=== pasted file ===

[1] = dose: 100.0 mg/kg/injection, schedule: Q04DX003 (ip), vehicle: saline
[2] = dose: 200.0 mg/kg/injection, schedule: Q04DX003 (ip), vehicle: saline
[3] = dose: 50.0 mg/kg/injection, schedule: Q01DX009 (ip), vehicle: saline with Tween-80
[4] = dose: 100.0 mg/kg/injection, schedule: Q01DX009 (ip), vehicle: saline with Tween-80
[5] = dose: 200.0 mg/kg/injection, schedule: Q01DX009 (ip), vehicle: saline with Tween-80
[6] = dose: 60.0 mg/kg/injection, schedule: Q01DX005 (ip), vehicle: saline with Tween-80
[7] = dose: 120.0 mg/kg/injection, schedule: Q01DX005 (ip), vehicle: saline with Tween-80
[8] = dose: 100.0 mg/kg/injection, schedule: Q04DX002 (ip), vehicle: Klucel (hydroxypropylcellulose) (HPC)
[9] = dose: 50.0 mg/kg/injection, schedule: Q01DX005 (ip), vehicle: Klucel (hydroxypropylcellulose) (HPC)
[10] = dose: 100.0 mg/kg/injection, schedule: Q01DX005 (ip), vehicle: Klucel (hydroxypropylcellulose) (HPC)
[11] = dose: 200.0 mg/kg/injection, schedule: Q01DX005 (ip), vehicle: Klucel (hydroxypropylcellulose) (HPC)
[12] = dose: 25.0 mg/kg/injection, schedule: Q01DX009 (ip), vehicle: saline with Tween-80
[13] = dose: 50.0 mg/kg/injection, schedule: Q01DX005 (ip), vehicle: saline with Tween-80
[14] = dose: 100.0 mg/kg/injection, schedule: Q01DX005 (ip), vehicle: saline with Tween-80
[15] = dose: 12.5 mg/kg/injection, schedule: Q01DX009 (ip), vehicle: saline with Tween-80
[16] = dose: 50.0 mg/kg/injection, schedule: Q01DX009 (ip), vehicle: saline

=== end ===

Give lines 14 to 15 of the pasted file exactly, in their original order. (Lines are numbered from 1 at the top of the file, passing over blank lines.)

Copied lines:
[14] = dose: 100.0 mg/kg/injection, schedule: Q01DX005 (ip), vehicle: saline with Tween-80
[15] = dose: 12.5 mg/kg/injection, schedule: Q01DX009 (ip), vehicle: saline with Tween-80